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Alexander Bannov, Ondřej Jašek, Jan Prášek, Jiří Buršík, Lenka Zajíčková

Enhanced Ammonia Adsorption on Directly Deposited Nanofibrous Carbon Films

Journal of Sensors 2018 (2018) 7497619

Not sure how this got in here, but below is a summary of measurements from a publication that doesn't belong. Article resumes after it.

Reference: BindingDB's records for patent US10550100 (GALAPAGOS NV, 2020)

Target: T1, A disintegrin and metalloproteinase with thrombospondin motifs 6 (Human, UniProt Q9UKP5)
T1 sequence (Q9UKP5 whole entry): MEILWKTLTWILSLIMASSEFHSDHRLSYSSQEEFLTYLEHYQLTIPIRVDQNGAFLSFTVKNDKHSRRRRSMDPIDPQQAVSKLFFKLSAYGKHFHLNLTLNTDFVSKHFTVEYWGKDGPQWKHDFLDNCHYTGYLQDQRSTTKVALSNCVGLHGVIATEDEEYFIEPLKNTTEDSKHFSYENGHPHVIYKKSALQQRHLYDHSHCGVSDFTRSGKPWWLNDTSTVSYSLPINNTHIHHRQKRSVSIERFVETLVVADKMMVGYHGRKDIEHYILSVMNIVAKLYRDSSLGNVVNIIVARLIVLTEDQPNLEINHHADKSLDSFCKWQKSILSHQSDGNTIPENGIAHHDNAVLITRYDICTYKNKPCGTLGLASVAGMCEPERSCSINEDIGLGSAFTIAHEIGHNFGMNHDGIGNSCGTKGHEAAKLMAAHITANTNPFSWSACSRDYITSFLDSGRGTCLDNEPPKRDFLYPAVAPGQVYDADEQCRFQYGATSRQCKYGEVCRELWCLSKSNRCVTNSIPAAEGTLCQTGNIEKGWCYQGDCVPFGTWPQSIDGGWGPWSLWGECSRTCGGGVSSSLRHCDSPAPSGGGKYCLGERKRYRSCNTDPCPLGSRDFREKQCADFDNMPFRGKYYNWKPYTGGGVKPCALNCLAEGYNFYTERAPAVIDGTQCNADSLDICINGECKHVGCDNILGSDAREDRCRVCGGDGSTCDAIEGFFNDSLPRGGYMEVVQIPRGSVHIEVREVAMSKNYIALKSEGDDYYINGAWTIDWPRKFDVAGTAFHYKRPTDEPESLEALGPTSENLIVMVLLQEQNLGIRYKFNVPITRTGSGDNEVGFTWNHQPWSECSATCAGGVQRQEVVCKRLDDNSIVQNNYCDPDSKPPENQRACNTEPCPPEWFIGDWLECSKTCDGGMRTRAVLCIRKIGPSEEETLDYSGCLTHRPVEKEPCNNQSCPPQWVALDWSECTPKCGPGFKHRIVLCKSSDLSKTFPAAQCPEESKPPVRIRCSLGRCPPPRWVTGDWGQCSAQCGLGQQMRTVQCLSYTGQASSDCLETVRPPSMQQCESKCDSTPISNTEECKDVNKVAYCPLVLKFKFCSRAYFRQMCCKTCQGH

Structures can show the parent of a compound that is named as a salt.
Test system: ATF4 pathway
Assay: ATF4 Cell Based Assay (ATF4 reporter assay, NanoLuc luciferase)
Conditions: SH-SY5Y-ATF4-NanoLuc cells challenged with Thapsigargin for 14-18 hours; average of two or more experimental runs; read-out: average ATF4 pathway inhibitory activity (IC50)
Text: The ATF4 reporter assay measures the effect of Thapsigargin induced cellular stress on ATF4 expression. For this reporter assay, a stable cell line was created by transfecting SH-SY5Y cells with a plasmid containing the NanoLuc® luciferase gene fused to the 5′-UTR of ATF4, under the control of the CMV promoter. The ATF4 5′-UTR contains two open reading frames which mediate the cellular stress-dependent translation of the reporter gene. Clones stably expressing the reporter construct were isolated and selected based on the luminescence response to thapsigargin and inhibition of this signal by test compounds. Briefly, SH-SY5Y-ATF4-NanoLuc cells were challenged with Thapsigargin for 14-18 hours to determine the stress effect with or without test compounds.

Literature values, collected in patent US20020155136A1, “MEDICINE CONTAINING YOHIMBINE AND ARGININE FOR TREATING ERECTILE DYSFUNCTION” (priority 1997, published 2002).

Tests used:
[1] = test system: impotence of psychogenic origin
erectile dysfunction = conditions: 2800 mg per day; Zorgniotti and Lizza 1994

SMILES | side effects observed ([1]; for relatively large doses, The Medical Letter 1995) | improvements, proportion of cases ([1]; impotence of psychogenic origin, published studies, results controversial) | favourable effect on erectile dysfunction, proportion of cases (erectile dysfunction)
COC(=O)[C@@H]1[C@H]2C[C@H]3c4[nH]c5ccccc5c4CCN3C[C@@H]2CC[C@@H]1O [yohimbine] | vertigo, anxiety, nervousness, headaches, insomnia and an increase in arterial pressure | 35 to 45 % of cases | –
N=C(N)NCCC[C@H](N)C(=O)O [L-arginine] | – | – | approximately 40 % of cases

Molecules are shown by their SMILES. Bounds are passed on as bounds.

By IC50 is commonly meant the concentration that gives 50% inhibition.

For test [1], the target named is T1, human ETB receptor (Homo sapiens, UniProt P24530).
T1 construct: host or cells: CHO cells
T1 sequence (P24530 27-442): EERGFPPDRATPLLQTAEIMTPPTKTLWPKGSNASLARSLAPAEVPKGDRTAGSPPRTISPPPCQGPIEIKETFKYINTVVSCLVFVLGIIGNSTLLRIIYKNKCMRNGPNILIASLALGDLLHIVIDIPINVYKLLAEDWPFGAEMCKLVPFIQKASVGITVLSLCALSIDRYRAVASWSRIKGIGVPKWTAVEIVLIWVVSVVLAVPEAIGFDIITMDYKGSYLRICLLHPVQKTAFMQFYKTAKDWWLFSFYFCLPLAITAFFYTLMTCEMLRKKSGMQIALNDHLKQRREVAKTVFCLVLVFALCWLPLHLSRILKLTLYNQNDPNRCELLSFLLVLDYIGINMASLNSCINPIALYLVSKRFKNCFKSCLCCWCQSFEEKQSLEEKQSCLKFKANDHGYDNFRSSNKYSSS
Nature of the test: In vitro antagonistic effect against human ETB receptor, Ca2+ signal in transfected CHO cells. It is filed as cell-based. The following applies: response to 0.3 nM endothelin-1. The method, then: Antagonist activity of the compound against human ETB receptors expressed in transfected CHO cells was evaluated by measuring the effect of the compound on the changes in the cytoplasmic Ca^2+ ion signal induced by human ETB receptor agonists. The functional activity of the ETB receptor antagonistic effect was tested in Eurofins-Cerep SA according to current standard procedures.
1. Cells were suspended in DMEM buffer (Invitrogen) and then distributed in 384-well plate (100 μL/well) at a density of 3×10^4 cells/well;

The ammonia adsorption on the nanostructured carbon thin film was significantly influenced by the choice of deposition temperature and deposition time of thin film synthesis. The thin films were prepared on Si/SiO 2 substrates by chemical vapour deposition in Ar/C 2 H 2 gas mixture using iron catalytic nanoparticles. The analysis of the grown layer by the scanning and transmission electron microscopy showed the transition from long multiwalled nanotubes (MWCNTs) to bamboo-like hollow carbon nanofiber structure with the decrease of the deposition temperature from 700 to 600 ° C. Further, the material was analyzed by energy-dispersive X-ray spectroscopy and Raman spectroscopy confirmed the transition from graphitic sp 2 structure to highly defective structure at lower deposition temperature. The resistance of the prepared layer strongly depends on deposition temperature (T d ) and deposition time (t d ). High resistance layer, 38.6 kΩ, was formed at T d 600 ° C and t d 10 min, while at T d 700 ° C and t d 60 min, the resistance decreased to 860 ohms. Such behaviour is consistent with MWCNTs being responsible for the formation of the conductive network. Such system was studied using chemiresistor ammonia gas sensor configuration. The sensor resistance increased when exposed to ammonia in all the cases, but their response varied considerably. A decrease in deposition time, from 60 to 10 min, and the deposition temperature, from 700 to 600 ° C, led to the 10-fold increase in the sensor response. The measurements carried out at room temperature showed the higher sensor response than the measurements carried out at 200 ° C. This behaviour can be explained by the change in adsorption-desorption equilibrium at different temperatures. Analysis of dependence of the sensor response on the ammonia concentration proved that the underlying resistance change mechanism is chemisorption of ammonia molecules on the carbon network corresponding to the Langmuir isotherm.

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